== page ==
With a long reach and four axes of motion, a SCARA robot provides the ultimate in flexibility for pick-and-place applications. Photo courtesy IAI America Inc.
As the cost of motors and drives has come down, electromechanical pick-and-place devices are becoming increasingly popular. There are two reasons for this trend.
The first is flexibility. Whereas engineers can make minor adjustments to the stroke length of a pneumatic cylinder, a motor-driven linear actuator can be programmed to move anywhere along its travel length. It can make one stop or multiple stops. If the parts change or the assembly system is redesigned, engineers can simply reprogram the actuator. And, if the pick-and-place unit must be repositioned, it’s easier to run cabling than to plumb air lines.
“Pneumatic cylinders are not great at doing multiple positions,” says Prior. “They extend and retract, but that’s all. They don’t provide fine control over acceleration or velocity, and their stops are abrupt. Even with advanced controls, pneumatic cylinders are at the mercy of the air supply and ambient conditions.”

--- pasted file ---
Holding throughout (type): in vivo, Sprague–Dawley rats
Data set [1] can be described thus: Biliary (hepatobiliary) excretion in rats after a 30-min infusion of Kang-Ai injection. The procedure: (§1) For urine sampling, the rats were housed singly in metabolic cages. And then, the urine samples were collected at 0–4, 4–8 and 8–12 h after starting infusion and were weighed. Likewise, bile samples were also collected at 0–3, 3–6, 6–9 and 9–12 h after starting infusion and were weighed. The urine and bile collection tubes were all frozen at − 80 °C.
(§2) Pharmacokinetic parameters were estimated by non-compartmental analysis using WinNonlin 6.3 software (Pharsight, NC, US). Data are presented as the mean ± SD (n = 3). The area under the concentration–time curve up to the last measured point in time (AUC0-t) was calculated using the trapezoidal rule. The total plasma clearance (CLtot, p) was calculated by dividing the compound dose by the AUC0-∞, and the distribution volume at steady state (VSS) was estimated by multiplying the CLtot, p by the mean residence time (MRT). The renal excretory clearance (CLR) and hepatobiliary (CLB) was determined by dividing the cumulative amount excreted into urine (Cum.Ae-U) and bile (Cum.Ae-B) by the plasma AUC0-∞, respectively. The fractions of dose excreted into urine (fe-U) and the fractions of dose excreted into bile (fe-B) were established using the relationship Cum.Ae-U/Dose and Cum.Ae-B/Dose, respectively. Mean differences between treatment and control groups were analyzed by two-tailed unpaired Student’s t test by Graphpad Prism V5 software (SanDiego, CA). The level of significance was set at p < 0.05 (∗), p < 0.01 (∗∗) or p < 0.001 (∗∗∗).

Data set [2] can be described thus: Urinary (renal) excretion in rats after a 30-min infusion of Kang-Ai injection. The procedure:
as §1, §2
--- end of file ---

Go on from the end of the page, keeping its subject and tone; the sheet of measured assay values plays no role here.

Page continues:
The second reason is energy savings. Compressed air is expensive and inefficient. While motor-driven pick-and-place units may cost more initially, they are more energy-efficient and less expensive to operate, particularly with long travel lengths.
“A pneumatic cylinder is about 16 percent efficient,” says Prior. “In comparison, an electromechanical actuator is 80 percent to 90 percent efficient.”
Like a pneumatic pick-and-place unit, an electromechanical pick-and-place device consists of one to three linear axes. Each axis is a ballscrew driven by a stepper motor or servomotor equipped with an encoder.